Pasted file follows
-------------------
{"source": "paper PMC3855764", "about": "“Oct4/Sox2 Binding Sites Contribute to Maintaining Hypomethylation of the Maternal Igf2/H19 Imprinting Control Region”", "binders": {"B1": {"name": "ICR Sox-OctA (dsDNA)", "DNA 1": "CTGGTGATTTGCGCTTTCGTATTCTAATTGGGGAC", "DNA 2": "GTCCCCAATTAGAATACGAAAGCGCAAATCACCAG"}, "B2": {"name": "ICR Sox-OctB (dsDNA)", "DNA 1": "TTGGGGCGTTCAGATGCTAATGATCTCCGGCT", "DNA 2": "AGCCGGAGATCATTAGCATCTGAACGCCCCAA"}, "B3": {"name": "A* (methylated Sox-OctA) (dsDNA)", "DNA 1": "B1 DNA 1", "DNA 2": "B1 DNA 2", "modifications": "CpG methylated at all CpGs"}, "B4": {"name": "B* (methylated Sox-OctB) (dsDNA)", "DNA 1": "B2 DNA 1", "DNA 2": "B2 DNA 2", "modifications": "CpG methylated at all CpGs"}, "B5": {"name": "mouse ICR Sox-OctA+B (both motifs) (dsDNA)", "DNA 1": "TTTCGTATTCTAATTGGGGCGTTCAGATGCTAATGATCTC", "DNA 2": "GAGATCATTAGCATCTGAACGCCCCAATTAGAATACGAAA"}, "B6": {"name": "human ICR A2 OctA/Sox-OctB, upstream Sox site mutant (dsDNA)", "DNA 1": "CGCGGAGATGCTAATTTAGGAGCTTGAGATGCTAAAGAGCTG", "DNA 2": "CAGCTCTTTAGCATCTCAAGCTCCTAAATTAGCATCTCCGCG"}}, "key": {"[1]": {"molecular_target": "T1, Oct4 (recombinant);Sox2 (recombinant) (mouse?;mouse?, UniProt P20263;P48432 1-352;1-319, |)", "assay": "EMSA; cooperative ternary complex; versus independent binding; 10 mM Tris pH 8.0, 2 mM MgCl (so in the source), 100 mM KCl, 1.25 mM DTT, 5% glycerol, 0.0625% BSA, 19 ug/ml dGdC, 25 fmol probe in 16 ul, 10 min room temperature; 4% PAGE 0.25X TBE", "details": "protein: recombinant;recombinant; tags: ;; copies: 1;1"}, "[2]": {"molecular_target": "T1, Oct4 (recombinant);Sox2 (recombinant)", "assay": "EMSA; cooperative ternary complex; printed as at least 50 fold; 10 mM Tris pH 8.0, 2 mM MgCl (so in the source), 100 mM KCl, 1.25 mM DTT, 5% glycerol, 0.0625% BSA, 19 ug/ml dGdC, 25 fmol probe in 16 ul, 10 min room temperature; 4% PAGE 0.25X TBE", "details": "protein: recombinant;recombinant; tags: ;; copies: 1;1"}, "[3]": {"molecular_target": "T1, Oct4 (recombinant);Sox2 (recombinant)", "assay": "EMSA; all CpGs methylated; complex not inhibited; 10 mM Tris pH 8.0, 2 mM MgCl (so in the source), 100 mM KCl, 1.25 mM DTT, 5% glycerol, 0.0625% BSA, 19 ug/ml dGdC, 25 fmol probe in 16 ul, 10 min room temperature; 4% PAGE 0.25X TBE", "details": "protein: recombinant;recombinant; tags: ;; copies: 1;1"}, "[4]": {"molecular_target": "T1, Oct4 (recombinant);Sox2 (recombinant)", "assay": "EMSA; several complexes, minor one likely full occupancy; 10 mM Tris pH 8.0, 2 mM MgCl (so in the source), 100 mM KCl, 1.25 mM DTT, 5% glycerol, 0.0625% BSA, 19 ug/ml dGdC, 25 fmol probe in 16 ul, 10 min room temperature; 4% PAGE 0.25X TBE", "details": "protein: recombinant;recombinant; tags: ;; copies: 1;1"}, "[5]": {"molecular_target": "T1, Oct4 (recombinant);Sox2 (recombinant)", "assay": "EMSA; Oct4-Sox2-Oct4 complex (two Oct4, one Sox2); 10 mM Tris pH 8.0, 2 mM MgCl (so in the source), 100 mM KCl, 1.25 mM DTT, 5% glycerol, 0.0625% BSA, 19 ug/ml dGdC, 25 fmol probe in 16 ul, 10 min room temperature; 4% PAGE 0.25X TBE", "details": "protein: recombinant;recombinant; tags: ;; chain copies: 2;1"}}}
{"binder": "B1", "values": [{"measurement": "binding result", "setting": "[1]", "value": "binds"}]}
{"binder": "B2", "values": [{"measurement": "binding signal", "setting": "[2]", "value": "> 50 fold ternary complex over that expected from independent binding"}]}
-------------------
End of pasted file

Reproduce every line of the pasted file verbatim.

{"source": "paper PMC3855764", "about": "“Oct4/Sox2 Binding Sites Contribute to Maintaining Hypomethylation of the Maternal Igf2/H19 Imprinting Control Region”", "binders": {"B1": {"name": "ICR Sox-OctA (dsDNA)", "DNA 1": "CTGGTGATTTGCGCTTTCGTATTCTAATTGGGGAC", "DNA 2": "GTCCCCAATTAGAATACGAAAGCGCAAATCACCAG"}, "B2": {"name": "ICR Sox-OctB (dsDNA)", "DNA 1": "TTGGGGCGTTCAGATGCTAATGATCTCCGGCT", "DNA 2": "AGCCGGAGATCATTAGCATCTGAACGCCCCAA"}, "B3": {"name": "A* (methylated Sox-OctA) (dsDNA)", "DNA 1": "B1 DNA 1", "DNA 2": "B1 DNA 2", "modifications": "CpG methylated at all CpGs"}, "B4": {"name": "B* (methylated Sox-OctB) (dsDNA)", "DNA 1": "B2 DNA 1", "DNA 2": "B2 DNA 2", "modifications": "CpG methylated at all CpGs"}, "B5": {"name": "mouse ICR Sox-OctA+B (both motifs) (dsDNA)", "DNA 1": "TTTCGTATTCTAATTGGGGCGTTCAGATGCTAATGATCTC", "DNA 2": "GAGATCATTAGCATCTGAACGCCCCAATTAGAATACGAAA"}, "B6": {"name": "human ICR A2 OctA/Sox-OctB, upstream Sox site mutant (dsDNA)", "DNA 1": "CGCGGAGATGCTAATTTAGGAGCTTGAGATGCTAAAGAGCTG", "DNA 2": "CAGCTCTTTAGCATCTCAAGCTCCTAAATTAGCATCTCCGCG"}}, "key": {"[1]": {"molecular_target": "T1, Oct4 (recombinant);Sox2 (recombinant) (mouse?;mouse?, UniProt P20263;P48432 1-352;1-319, |)", "assay": "EMSA; cooperative ternary complex; versus independent binding; 10 mM Tris pH 8.0, 2 mM MgCl (so in the source), 100 mM KCl, 1.25 mM DTT, 5% glycerol, 0.0625% BSA, 19 ug/ml dGdC, 25 fmol probe in 16 ul, 10 min room temperature; 4% PAGE 0.25X TBE", "details": "protein: recombinant;recombinant; tags: ;; copies: 1;1"}, "[2]": {"molecular_target": "T1, Oct4 (recombinant);Sox2 (recombinant)", "assay": "EMSA; cooperative ternary complex; printed as at least 50 fold; 10 mM Tris pH 8.0, 2 mM MgCl (so in the source), 100 mM KCl, 1.25 mM DTT, 5% glycerol, 0.0625% BSA, 19 ug/ml dGdC, 25 fmol probe in 16 ul, 10 min room temperature; 4% PAGE 0.25X TBE", "details": "protein: recombinant;recombinant; tags: ;; copies: 1;1"}, "[3]": {"molecular_target": "T1, Oct4 (recombinant);Sox2 (recombinant)", "assay": "EMSA; all CpGs methylated; complex not inhibited; 10 mM Tris pH 8.0, 2 mM MgCl (so in the source), 100 mM KCl, 1.25 mM DTT, 5% glycerol, 0.0625% BSA, 19 ug/ml dGdC, 25 fmol probe in 16 ul, 10 min room temperature; 4% PAGE 0.25X TBE", "details": "protein: recombinant;recombinant; tags: ;; copies: 1;1"}, "[4]": {"molecular_target": "T1, Oct4 (recombinant);Sox2 (recombinant)", "assay": "EMSA; several complexes, minor one likely full occupancy; 10 mM Tris pH 8.0, 2 mM MgCl (so in the source), 100 mM KCl, 1.25 mM DTT, 5% glycerol, 0.0625% BSA, 19 ug/ml dGdC, 25 fmol probe in 16 ul, 10 min room temperature; 4% PAGE 0.25X TBE", "details": "protein: recombinant;recombinant; tags: ;; copies: 1;1"}, "[5]": {"molecular_target": "T1, Oct4 (recombinant);Sox2 (recombinant)", "assay": "EMSA; Oct4-Sox2-Oct4 complex (two Oct4, one Sox2); 10 mM Tris pH 8.0, 2 mM MgCl (so in the source), 100 mM KCl, 1.25 mM DTT, 5% glycerol, 0.0625% BSA, 19 ug/ml dGdC, 25 fmol probe in 16 ul, 10 min room temperature; 4% PAGE 0.25X TBE", "details": "protein: recombinant;recombinant; tags: ;; chain copies: 2;1"}}}
{"binder": "B1", "values": [{"measurement": "binding result", "setting": "[1]", "value": "binds"}]}
{"binder": "B2", "values": [{"measurement": "binding signal", "setting": "[2]", "value": "> 50 fold ternary complex over that expected from independent binding"}]}